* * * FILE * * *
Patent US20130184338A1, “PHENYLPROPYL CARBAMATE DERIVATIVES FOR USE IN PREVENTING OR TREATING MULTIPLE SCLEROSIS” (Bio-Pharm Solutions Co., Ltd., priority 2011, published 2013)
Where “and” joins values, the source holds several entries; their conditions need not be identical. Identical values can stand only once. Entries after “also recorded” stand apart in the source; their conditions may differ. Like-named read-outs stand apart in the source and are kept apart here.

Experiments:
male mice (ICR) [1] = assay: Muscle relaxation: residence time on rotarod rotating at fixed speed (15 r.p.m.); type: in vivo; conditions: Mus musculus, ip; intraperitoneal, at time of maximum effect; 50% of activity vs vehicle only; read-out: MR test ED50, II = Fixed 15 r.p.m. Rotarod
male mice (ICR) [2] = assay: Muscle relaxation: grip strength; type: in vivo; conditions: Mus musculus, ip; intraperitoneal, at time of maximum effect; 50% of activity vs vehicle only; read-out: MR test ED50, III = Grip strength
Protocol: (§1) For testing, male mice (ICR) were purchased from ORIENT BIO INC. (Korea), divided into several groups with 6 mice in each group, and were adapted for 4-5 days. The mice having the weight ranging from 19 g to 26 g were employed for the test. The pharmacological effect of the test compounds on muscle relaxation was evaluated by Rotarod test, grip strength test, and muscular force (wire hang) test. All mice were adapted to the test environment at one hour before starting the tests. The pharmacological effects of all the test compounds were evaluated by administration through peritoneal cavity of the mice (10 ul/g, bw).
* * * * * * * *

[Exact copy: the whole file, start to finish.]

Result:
Patent US20130184338A1, “PHENYLPROPYL CARBAMATE DERIVATIVES FOR USE IN PREVENTING OR TREATING MULTIPLE SCLEROSIS” (Bio-Pharm Solutions Co., Ltd., priority 2011, published 2013)
Where “and” joins values, the source holds several entries; their conditions need not be identical. Identical values can stand only once. Entries after “also recorded” stand apart in the source; their conditions may differ. Like-named read-outs stand apart in the source and are kept apart here.

Experiments:
male mice (ICR) [1] = assay: Muscle relaxation: residence time on rotarod rotating at fixed speed (15 r.p.m.); type: in vivo; conditions: Mus musculus, ip; intraperitoneal, at time of maximum effect; 50% of activity vs vehicle only; read-out: MR test ED50, II = Fixed 15 r.p.m. Rotarod
male mice (ICR) [2] = assay: Muscle relaxation: grip strength; type: in vivo; conditions: Mus musculus, ip; intraperitoneal, at time of maximum effect; 50% of activity vs vehicle only; read-out: MR test ED50, III = Grip strength
Protocol: (§1) For testing, male mice (ICR) were purchased from ORIENT BIO INC. (Korea), divided into several groups with 6 mice in each group, and were adapted for 4-5 days. The mice having the weight ranging from 19 g to 26 g were employed for the test. The pharmacological effect of the test compounds on muscle relaxation was evaluated by Rotarod test, grip strength test, and muscular force (wire hang) test. All mice were adapted to the test environment at one hour before starting the tests. The pharmacological effects of all the test compounds were evaluated by administration through peritoneal cavity of the mice (10 ul/g, bw).